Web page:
Designing synthetic communities with organism-free modular computational models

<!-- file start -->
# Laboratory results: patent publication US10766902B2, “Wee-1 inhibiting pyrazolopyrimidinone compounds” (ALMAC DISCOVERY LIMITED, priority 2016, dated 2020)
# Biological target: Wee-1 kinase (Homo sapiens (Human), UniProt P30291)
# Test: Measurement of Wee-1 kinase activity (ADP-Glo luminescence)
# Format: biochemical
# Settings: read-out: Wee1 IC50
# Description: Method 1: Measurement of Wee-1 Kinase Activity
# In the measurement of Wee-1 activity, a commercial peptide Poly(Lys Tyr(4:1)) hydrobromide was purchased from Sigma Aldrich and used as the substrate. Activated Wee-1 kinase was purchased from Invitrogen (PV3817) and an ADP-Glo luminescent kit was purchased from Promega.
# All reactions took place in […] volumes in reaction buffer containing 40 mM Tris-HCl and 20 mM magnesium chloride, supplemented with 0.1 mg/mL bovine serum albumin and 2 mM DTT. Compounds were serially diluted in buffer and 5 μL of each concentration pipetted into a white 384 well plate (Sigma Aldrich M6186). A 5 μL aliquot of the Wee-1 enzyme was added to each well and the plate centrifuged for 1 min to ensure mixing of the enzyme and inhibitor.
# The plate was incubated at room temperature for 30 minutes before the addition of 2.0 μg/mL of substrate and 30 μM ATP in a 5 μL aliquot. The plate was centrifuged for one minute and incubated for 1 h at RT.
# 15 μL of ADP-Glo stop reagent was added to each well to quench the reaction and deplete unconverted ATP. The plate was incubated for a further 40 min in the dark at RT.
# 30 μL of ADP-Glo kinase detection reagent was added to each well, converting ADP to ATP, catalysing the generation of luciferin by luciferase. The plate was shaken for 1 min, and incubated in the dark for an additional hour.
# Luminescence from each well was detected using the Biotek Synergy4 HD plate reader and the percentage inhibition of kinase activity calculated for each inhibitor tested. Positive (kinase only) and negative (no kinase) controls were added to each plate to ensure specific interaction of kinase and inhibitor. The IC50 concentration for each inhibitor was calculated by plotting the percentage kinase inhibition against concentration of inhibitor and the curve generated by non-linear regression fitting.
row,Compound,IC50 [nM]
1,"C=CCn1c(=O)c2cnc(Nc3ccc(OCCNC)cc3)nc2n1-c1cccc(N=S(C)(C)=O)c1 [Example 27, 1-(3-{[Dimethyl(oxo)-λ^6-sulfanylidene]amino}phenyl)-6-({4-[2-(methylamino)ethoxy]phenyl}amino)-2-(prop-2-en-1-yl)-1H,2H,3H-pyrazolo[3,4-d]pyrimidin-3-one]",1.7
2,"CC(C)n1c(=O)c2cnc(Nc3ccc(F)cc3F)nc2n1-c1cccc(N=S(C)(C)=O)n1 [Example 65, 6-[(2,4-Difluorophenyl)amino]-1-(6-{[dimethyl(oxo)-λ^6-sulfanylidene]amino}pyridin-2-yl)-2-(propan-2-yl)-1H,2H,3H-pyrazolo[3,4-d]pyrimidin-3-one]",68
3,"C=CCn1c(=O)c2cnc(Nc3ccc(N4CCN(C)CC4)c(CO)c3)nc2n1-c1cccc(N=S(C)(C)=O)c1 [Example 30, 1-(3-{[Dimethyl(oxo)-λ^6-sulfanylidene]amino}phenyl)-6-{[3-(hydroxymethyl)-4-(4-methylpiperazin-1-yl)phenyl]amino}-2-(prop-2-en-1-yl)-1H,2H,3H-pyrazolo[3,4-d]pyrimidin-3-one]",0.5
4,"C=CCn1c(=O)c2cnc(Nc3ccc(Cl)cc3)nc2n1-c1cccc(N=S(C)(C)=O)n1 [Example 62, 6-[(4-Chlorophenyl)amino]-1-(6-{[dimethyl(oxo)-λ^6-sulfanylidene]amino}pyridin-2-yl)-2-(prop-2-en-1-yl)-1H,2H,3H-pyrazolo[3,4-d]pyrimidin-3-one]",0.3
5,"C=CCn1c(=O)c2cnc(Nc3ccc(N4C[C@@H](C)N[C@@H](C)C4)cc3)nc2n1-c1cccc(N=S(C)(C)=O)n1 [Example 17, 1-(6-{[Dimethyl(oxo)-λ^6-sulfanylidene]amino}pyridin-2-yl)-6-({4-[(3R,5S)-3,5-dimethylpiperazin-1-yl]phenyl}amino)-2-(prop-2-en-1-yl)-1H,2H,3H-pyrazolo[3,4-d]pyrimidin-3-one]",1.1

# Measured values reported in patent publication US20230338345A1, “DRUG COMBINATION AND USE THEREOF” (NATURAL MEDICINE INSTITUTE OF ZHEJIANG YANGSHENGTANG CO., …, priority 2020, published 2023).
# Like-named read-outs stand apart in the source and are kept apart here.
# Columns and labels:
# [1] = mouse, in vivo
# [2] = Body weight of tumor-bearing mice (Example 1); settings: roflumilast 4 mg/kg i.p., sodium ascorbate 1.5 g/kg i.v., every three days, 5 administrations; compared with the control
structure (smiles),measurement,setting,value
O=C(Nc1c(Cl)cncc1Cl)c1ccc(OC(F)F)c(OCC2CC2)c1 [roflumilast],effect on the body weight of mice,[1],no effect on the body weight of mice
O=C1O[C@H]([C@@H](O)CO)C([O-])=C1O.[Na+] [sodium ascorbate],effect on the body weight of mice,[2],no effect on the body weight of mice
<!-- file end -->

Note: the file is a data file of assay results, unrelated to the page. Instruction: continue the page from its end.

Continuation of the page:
Synthetic biology designs and constructs new biological parts, devices and systems with predetermined functionalities. With the unlimited ability to synthesise any DNA and RNA and transfer it to almost any organism, we are at the dawn of a new era in which biology is being recreated in ways never before possible. It has reached a maturity level that enables construction of artificial communities of synthetic organisms. Considering the strong engineering component in synthetic biology design, we highlight the role of computational models in reaching the full potential of this emerging field. Computational models have been shown to be an essential part of biology entangling the nonlinearly increasing complexity with the growing number of components, and emerging properties of biological phenomena. In recent years, great hope has been put in modelling efforts to guide synthetic biology approaches in much the same way as they guided engineers to design new technical devices. Yet, till now, modelling has not been fully integrated into the synthetic design process. Here we summarise the state of the art and discuss how synthetic biology design can be supported with an organism-free modular modelling approach focussing on designing synthetic multi-species communities. We argue that efforts should shift from organism- and context-specific complex systems or even whole-cell models to modular computational models with mathematical descriptions of parts and circuits, from which synthetic systems could be systematically assembled. Such an approach would be more compatible with synthetic biology approaches, opening the door to designing artificial communities.